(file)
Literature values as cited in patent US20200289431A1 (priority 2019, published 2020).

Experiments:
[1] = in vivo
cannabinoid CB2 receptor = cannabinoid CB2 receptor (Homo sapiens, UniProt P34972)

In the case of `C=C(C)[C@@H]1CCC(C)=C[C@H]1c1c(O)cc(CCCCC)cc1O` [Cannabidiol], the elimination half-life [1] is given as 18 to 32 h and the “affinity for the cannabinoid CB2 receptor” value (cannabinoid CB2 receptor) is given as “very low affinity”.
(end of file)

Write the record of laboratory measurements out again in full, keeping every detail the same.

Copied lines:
Literature values as cited in patent US20200289431A1 (priority 2019, published 2020).

Experiments:
[1] = in vivo
cannabinoid CB2 receptor = cannabinoid CB2 receptor (Homo sapiens, UniProt P34972)

In the case of `C=C(C)[C@@H]1CCC(C)=C[C@H]1c1c(O)cc(CCCCC)cc1O` [Cannabidiol], the elimination half-life [1] is given as 18 to 32 h and the “affinity for the cannabinoid CB2 receptor” value (cannabinoid CB2 receptor) is given as “very low affinity”.